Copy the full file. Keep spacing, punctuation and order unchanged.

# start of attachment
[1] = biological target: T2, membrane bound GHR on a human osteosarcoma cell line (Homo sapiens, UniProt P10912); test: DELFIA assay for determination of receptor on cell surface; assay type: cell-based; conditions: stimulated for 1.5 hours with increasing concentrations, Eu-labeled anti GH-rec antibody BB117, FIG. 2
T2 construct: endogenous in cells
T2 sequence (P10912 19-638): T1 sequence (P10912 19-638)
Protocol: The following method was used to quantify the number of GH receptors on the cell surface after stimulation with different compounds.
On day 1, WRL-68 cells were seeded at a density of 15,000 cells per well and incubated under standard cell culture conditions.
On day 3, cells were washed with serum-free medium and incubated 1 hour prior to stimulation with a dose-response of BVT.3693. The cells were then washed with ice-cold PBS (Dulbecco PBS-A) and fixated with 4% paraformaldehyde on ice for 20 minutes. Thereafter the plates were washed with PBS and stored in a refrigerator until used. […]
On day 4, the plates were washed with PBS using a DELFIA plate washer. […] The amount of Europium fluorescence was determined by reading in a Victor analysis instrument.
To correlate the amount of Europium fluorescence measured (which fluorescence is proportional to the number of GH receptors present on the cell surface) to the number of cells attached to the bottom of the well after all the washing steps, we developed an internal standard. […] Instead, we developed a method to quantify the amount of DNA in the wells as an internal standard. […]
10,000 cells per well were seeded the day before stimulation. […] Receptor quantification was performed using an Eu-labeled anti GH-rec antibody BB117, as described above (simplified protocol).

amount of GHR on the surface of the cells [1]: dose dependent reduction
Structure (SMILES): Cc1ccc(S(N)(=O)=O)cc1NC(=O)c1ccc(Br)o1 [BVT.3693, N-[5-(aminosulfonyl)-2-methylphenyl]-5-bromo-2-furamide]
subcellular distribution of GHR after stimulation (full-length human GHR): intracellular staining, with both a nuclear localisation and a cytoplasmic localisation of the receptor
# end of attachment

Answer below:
[1] = biological target: T2, membrane bound GHR on a human osteosarcoma cell line (Homo sapiens, UniProt P10912); test: DELFIA assay for determination of receptor on cell surface; assay type: cell-based; conditions: stimulated for 1.5 hours with increasing concentrations, Eu-labeled anti GH-rec antibody BB117, FIG. 2
T2 construct: endogenous in cells
T2 sequence (P10912 19-638): T1 sequence (P10912 19-638)
Protocol: The following method was used to quantify the number of GH receptors on the cell surface after stimulation with different compounds.
On day 1, WRL-68 cells were seeded at a density of 15,000 cells per well and incubated under standard cell culture conditions.
On day 3, cells were washed with serum-free medium and incubated 1 hour prior to stimulation with a dose-response of BVT.3693. The cells were then washed with ice-cold PBS (Dulbecco PBS-A) and fixated with 4% paraformaldehyde on ice for 20 minutes. Thereafter the plates were washed with PBS and stored in a refrigerator until used. […]
On day 4, the plates were washed with PBS using a DELFIA plate washer. […] The amount of Europium fluorescence was determined by reading in a Victor analysis instrument.
To correlate the amount of Europium fluorescence measured (which fluorescence is proportional to the number of GH receptors present on the cell surface) to the number of cells attached to the bottom of the well after all the washing steps, we developed an internal standard. […] Instead, we developed a method to quantify the amount of DNA in the wells as an internal standard. […]
10,000 cells per well were seeded the day before stimulation. […] Receptor quantification was performed using an Eu-labeled anti GH-rec antibody BB117, as described above (simplified protocol).

amount of GHR on the surface of the cells [1]: dose dependent reduction
Structure (SMILES): Cc1ccc(S(N)(=O)=O)cc1NC(=O)c1ccc(Br)o1 [BVT.3693, N-[5-(aminosulfonyl)-2-methylphenyl]-5-bromo-2-furamide]
subcellular distribution of GHR after stimulation (full-length human GHR): intracellular staining, with both a nuclear localisation and a cytoplasmic localisation of the receptor